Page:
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Language Learning

Five Strategies to Support Language Learners in the Classroom

Did you know that Participate Learning partners with more than 80 schools to implement dual language programs? These programs provide students with immersive instruction from native speakers of Spanish and Mandarin. Dual language education is an opportunity that enriches students’ minds and their futures.

Dual language programs are at the heart of our work to unite our world through global learning. We believe that students thrive while learning about other cultures, languages, and people. Dual language educators provide students inclusive learning opportunities to challenge and inspire them. Nurturing these students as they develop into bilingual, confident problem-solvers is just the beginning.

Here are five simple, authentic strategies to support language learners in the dual language classroom.

1. Establish a welcoming learning community.

Involve your students in creating a set of classroom rules and guidelines that they all sign off on at the beginning of each school year. When students play a part in establishing and agreeing to the rules of the classroom, there will be more ownership and therefore more collective buy-in of those rules. And don’t worry if you didn’t make this at the beginning of the year—you can initiate classroom rules at any time and make edits throughout the year as you see fit!

While students can suggest different expectations, make sure to include points about acceptance of various cultures, beliefs, and values that might be important for a student’s background and identity. For younger students, you can also use morning meeting time to refer back to the classroom rules to remind students each day of how they can approach their classmates with respect and inclusion. Students who feel welcome and included in their classroom are more likely to achieve academically and socially.

2. Make learning accessible through a wide range of activities.

Students learn best when they have access to a selection of multimodal learning activities throughout the day. Some types of activities to consider incorporating are lectures, multimedia activities, small group work, short answer questions, discussions, and projects. With various senses being stimulated through auditory, visual, and kinesthetic learning, students are more likely to retain subject knowledge and the target language in the long term.

By providing variety throughout the day, you are also making your classroom more accessible to students with learning differences who might struggle with particular styles of learning such as auditory, lecture-based settings. This strategy can build confidence in students and will make them more likely to want to participate and contribute to larger group discussions.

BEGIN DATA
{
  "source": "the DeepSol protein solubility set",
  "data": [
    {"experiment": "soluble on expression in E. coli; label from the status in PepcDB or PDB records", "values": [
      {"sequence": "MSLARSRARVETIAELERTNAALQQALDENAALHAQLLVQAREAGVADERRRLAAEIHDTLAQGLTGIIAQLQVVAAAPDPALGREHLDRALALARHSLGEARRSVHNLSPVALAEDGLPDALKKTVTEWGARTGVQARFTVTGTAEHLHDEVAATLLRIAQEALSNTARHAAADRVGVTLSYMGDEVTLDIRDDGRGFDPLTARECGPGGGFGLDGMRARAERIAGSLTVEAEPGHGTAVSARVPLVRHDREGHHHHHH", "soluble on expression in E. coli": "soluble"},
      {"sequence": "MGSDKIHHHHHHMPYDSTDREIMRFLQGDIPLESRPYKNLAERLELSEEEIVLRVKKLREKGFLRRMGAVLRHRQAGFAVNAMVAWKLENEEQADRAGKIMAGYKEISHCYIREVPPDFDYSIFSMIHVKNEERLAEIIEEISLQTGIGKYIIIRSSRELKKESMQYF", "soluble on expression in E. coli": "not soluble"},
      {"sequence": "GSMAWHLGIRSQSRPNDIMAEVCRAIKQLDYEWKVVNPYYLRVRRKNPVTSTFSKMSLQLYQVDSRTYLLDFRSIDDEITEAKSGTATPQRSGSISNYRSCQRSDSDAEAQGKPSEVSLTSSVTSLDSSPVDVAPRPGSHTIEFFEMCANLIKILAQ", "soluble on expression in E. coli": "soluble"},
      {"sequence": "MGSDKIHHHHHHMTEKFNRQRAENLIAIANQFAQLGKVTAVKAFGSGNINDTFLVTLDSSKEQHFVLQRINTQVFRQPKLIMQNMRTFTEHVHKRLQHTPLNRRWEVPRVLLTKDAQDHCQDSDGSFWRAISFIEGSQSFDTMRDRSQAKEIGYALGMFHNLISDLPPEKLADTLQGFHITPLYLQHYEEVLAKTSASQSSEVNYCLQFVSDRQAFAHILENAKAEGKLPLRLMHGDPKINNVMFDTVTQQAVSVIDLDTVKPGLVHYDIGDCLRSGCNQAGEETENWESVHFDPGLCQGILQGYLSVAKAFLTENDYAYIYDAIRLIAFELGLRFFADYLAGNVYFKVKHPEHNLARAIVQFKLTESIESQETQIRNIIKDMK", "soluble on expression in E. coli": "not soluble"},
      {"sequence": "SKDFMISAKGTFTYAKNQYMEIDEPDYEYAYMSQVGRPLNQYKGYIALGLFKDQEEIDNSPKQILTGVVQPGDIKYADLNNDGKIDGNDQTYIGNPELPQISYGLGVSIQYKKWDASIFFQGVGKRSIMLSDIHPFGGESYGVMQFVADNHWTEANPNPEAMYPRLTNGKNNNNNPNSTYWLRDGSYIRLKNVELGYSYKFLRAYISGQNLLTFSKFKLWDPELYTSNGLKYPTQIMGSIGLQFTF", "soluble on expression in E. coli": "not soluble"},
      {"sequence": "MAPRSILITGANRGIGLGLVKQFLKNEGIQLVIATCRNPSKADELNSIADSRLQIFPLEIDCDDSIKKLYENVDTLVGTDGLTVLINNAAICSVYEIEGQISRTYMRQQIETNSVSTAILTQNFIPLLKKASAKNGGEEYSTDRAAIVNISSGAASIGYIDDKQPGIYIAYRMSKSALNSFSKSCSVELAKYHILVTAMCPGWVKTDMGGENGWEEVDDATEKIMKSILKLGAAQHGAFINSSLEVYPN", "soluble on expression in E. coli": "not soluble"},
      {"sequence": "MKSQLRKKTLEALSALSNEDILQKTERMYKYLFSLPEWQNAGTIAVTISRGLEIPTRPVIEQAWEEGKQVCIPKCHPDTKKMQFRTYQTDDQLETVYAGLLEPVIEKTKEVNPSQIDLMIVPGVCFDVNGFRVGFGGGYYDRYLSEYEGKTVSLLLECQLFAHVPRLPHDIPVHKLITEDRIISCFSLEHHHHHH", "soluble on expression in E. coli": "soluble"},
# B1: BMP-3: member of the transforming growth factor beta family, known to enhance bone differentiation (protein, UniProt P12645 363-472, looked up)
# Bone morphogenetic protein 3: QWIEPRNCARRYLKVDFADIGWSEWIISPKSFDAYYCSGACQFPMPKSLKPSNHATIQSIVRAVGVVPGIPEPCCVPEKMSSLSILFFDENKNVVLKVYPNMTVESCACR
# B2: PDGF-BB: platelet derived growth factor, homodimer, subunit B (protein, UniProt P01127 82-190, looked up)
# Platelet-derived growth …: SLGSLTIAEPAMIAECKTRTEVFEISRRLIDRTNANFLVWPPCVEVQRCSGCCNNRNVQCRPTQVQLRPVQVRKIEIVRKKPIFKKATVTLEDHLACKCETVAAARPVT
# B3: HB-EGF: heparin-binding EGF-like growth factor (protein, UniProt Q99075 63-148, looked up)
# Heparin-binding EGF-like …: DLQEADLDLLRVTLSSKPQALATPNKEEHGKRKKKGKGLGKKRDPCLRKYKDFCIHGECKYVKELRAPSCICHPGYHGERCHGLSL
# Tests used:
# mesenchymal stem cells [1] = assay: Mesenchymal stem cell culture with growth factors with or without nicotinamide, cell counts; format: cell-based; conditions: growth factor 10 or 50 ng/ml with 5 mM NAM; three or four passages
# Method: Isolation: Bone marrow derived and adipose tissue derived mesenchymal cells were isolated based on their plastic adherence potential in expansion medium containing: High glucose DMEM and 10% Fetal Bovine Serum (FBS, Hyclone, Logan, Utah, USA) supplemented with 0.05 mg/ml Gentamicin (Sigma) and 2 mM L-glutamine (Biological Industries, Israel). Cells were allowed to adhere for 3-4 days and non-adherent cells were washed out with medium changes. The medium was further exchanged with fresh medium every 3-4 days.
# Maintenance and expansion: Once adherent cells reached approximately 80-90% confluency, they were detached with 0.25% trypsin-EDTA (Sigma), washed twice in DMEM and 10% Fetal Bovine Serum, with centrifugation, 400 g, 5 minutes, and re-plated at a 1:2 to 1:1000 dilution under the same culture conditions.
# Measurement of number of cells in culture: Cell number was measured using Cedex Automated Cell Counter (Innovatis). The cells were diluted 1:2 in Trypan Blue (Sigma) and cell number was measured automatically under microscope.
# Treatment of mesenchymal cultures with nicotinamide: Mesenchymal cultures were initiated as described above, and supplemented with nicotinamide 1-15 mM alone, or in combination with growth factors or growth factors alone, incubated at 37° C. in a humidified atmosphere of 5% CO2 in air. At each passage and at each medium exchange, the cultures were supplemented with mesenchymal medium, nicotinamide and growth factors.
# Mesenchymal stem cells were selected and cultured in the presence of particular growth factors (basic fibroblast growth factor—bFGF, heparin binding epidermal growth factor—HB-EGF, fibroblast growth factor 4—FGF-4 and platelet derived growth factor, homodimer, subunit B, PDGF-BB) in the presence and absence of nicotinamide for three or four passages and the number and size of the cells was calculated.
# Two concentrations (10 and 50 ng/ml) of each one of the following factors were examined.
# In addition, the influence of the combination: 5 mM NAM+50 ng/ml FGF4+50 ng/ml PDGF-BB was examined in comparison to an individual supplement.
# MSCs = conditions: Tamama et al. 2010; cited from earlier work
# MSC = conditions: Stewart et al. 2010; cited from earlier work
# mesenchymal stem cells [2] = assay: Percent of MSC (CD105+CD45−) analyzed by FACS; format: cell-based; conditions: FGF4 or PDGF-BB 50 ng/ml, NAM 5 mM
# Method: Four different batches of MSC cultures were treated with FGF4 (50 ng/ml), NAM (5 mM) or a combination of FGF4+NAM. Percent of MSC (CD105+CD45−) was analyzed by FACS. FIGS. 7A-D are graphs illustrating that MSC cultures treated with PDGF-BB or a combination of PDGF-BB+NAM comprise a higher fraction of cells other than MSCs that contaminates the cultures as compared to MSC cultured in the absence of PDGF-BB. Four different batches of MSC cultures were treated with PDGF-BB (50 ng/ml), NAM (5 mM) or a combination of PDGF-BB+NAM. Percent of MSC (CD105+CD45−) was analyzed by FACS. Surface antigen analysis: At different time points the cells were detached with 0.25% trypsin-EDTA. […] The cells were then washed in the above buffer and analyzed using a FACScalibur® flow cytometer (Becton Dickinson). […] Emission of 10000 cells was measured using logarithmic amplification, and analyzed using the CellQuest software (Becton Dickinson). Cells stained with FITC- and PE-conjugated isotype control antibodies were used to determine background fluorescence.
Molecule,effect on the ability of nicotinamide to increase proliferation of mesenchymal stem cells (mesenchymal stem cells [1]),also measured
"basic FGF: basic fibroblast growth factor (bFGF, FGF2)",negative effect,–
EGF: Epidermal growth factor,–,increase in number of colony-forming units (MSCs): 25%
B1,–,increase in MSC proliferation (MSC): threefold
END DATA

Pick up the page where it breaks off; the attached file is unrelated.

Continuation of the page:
3. Frame diversity as a strength.

Modeling a positive outlook toward diversity is great in any classroom. It can be especially helpful in dual language classrooms to help students understand the beauty of working together when everyone has different abilities. Diversity can appear in many ways in students, including through language, culture, age, socioeconomic status, race, ethnicity, and developmental level. By treating each of your students as competent and capable learners with unique abilities, you are acting as a role model for your students in how they should view each other’s special attributes that make them who they are.

By instilling in your students the belief that diversity is a strength, you are preparing them to be active global citizens outside of school and in their communities. They will be curious and empathetic toward others and gain critical communication skills that help them build cross-cultural relationships in all facets of their lives.

4. Incorporate creativity and movement through music.

Music is an engaging and fun way to learn about other languages and cultures in the classroom. It activates other areas of the brain that traditional lessons don’t always touch, and it helps in storing concepts in the long-term memory of students. When you think back to your childhood, can you still remember certain lyrics to your favorite songs?

You can also use music as an opportunity for students to move their bodies and get their blood flowing through dance. By intentionally using this time as a break from sitting, students will be able to focus better for the rest of the day and get in touch with their creative side. When exploring new music, students are also gaining a better understanding and appreciation of the cultures that speak the target language.

5. Communicate regularly with families.

Learning a new language is a challenging but rewarding undertaking. By finding ways to get family members involved in the learning process, students can continue their progress from home and feel excited to share new skills outside of school. Sending home newsletters, vocabulary words, or interactive videos can prompt conversation between language learners and their families about what they are learning at school. When providing materials, meet family members where they are at and be mindful of what communications might suit their needs best.

This strategy can also serve as a great way to start discussions between families and teachers to identify areas of growth for students. When students are receiving similar feedback and support at school and at home, they have a new opportunity to grow in their social and emotional skills as well as in their language learning in different settings.

At Participate Learning, our mission is to unite our world through global learning by implementing global education and dual language programs in our partner schools and districts. For more information about our dual language model, visit this webpage or contact us. Click here to learn more about the benefits of the bilingual brain.